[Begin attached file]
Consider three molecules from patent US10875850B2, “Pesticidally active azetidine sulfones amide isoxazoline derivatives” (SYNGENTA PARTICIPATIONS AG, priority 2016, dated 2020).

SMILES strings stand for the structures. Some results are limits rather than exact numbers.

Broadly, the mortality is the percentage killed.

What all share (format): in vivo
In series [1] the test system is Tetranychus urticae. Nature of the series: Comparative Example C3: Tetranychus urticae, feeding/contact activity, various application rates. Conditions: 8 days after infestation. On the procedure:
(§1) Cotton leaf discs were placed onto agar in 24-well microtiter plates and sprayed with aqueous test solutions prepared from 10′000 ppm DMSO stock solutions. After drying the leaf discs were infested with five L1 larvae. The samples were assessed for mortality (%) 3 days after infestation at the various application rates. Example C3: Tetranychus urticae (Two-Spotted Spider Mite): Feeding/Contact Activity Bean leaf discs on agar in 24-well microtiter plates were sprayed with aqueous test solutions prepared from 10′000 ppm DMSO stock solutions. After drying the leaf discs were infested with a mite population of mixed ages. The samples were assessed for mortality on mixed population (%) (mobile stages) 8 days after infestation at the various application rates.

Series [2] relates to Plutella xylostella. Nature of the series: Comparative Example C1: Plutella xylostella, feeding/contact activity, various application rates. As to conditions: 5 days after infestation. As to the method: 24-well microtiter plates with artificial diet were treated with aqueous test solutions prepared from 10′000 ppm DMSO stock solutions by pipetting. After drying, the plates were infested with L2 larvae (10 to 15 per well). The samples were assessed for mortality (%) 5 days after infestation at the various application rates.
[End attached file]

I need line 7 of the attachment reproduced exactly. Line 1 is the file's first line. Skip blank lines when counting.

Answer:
Series [2] relates to Plutella xylostella. Nature of the series: Comparative Example C1: Plutella xylostella, feeding/contact activity, various application rates. As to conditions: 5 days after infestation. As to the method: 24-well microtiter plates with artificial diet were treated with aqueous test solutions prepared from 10′000 ppm DMSO stock solutions by pipetting. After drying, the plates were infested with L2 larvae (10 to 15 per well). The samples were assessed for mortality (%) 5 days after infestation at the various application rates.